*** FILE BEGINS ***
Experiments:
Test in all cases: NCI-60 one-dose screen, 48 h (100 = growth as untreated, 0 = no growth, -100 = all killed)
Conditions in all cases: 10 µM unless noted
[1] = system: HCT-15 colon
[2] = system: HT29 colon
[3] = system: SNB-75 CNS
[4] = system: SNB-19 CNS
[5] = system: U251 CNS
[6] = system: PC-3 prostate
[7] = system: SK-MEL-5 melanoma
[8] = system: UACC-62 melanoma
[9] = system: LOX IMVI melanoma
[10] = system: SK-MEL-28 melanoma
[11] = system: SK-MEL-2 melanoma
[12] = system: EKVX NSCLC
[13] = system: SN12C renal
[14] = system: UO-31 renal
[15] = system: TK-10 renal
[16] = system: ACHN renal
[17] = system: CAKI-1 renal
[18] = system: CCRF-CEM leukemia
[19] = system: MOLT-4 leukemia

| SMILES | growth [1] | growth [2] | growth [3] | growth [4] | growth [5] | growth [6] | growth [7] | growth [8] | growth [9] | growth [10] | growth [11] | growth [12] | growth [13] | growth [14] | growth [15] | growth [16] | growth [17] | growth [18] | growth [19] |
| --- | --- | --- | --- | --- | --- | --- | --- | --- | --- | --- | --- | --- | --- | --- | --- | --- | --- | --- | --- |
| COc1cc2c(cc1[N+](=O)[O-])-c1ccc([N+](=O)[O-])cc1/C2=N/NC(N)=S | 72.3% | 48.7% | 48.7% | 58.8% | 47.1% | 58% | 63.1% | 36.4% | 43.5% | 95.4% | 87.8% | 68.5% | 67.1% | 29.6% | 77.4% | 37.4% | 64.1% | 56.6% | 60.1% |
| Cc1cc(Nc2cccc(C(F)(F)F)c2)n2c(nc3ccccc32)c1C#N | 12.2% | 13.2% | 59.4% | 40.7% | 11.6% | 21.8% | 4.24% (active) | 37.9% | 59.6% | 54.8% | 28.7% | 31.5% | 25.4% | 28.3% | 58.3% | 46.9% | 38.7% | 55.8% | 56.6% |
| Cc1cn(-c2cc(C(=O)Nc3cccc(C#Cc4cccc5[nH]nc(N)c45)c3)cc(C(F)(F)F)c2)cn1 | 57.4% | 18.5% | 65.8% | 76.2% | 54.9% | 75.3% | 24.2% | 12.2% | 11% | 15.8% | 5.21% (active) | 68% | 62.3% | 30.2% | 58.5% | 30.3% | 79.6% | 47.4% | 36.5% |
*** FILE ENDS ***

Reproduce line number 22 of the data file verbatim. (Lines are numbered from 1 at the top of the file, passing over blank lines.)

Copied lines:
[19] = system: MOLT-4 leukemia